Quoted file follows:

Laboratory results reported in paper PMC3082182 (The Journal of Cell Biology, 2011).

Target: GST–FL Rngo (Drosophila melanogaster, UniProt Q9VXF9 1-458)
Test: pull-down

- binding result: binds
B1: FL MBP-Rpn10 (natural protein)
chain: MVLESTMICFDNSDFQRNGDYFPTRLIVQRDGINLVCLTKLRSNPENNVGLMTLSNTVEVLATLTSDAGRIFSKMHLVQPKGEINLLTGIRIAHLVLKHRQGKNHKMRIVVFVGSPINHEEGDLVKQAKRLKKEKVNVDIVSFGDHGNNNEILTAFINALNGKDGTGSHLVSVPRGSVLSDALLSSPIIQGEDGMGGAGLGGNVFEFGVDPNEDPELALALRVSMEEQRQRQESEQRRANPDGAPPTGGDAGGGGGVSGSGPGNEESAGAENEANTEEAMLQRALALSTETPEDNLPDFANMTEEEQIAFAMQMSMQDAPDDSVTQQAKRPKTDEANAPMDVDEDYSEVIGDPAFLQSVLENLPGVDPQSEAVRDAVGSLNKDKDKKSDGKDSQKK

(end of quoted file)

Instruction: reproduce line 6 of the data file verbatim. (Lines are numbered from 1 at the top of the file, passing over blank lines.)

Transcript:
chain: MVLESTMICFDNSDFQRNGDYFPTRLIVQRDGINLVCLTKLRSNPENNVGLMTLSNTVEVLATLTSDAGRIFSKMHLVQPKGEINLLTGIRIAHLVLKHRQGKNHKMRIVVFVGSPINHEEGDLVKQAKRLKKEKVNVDIVSFGDHGNNNEILTAFINALNGKDGTGSHLVSVPRGSVLSDALLSSPIIQGEDGMGGAGLGGNVFEFGVDPNEDPELALALRVSMEEQRQRQESEQRRANPDGAPPTGGDAGGGGGVSGSGPGNEESAGAENEANTEEAMLQRALALSTETPEDNLPDFANMTEEEQIAFAMQMSMQDAPDDSVTQQAKRPKTDEANAPMDVDEDYSEVIGDPAFLQSVLENLPGVDPQSEAVRDAVGSLNKDKDKKSDGKDSQKK